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Dentist’s message in a bottle: Think before you Drink

Alcohol harms your mouth as much as the rest of your body

Having a couple of glasses of wine at home every evening may sound harmless during these troubled times – but the nation’s pandemic drinking habits are potenially setting us up for serious oral health issues down the track.

The trend is unmasking the possibility of a range of mouth-related health issues including oral cancers, tooth decay and gum disease from a regular supply of alcohol every day.

Yet few people make the link and this is where the problem lies, says the Australian Dental Association (ADA).

A number of potentially problematic alcohol use behaviours during COVID-19 were recorded in a recent FARE (Foundation for Alcohol Research and Education) survey, including nearly one in seven (13%) Australian drinkers being concerned about the amount of alcohol they or someone in their household is drinking, 11% reported drinking to cope with anxiety and stress and 14% reported that they’ve been drinking daily.

In addition, consumer spending data on alcohol indicates there have been significant increases in packaged liquor sales since the beginning of COVID-19 lockdowns in Australia, particularly for online sales and home delivery.

Coupled with high rates of tooth decay and increased sugar consumption, it’s yet another assault on the nation’s mouths, said Professor Michael McCullough from the University of Melbourne and the ADA’s Specialist Working Group.

“Strong evidence shows that long-term high levels of alcohol consumption alone increases the risk of oral cancer by about four-fold,” said Prof. McCullough.

“There’s a multiplication effect for those who also smoke, to around 15-fold.”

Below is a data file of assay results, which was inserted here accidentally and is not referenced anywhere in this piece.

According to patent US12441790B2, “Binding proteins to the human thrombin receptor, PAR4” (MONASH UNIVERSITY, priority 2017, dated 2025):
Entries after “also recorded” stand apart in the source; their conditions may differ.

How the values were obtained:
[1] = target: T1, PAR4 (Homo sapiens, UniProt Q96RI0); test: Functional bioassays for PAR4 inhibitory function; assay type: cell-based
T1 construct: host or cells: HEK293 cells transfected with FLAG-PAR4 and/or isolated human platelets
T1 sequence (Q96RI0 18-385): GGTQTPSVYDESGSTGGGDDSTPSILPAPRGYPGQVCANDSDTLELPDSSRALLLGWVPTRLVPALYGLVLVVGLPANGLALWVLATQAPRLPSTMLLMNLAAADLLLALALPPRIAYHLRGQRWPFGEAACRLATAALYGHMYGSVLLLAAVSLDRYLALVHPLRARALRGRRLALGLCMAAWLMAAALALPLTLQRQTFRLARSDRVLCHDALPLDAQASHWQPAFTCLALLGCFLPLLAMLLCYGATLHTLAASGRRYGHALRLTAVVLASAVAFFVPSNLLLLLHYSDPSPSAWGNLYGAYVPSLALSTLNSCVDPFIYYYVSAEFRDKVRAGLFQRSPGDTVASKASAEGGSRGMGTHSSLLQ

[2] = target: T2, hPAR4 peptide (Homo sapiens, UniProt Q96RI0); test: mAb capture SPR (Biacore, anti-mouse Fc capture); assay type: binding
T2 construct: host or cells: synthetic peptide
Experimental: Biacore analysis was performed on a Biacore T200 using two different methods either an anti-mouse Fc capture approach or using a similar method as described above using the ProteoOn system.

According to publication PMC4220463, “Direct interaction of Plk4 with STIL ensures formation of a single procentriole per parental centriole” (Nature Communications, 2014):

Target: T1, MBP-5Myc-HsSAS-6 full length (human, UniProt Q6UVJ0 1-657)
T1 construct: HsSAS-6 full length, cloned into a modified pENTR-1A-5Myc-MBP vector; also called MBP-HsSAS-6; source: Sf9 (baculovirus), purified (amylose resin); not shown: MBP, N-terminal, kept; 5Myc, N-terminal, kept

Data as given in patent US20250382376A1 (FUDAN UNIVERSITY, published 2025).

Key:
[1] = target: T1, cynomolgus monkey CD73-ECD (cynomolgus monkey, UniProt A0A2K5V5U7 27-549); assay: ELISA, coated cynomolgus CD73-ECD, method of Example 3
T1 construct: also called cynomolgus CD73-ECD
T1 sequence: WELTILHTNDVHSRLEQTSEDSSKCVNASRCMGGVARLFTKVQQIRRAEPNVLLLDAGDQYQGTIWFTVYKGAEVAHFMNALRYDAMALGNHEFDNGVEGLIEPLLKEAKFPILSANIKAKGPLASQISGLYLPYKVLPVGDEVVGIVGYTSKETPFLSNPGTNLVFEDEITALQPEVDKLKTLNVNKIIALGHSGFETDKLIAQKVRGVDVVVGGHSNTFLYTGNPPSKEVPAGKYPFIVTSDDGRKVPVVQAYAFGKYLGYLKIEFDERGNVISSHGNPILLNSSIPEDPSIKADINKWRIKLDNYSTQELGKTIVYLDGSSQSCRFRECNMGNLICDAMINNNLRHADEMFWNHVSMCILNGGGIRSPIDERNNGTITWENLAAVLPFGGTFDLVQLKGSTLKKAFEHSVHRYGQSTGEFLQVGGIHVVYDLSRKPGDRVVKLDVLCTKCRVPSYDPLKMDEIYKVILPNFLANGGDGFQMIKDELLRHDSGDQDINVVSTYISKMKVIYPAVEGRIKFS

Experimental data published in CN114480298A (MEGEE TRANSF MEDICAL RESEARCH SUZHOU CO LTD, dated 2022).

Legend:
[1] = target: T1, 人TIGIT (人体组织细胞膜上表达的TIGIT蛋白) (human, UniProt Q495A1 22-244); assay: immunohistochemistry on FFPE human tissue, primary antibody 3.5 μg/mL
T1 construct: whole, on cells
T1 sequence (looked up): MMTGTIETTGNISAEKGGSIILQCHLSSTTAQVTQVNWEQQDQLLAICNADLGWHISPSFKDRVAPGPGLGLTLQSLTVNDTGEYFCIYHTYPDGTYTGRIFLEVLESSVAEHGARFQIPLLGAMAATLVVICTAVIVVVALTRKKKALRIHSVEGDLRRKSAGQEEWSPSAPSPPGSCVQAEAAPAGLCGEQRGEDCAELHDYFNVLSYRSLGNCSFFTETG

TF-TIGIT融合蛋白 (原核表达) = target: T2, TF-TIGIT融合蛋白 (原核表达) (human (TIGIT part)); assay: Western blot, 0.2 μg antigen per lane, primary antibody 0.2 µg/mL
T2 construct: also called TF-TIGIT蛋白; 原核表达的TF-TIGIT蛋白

Early diagnosis of oral cancer is key to diminish the morbidity and mortality of this horrific disease. Any changes in the mouth, any ulcers, lumps, bumps or areas that have changed in colour and persisted for more than two weeks should be examined by a dentist.

“Over four people each day are diagnosed with oral cancer in Australia, and the five year survival is only about 60%,” he said.

“Irrespective of what level of COVID lockdowns prevail across Australia, anyone should be examined by a dentist if they’re concerned about changes in their mouth that have been persisting.

“An examination of troubling areas of the mouth could make an enormous difference to longevity and quality of life. However, prevention is much preferred with drinking in moderation and smoking cessation being key.”

Australian Department of Health guidelines stipulate that to reduce the risk of harm from alcohol-related disease or injury for healthy men and women, 10 standard drinks per week and no more than four standard drinks on any one day is the maximum.

A standard drink is a 285ml glass of full-strength beer, a 375ml mid strength can or bottle of beer, and a 100ml glass of red or white wine. For more on what a standard drink looks like, go to: www.health.gov.au/health-topics/alcohol/about-alcohol/standard-drinks-guide

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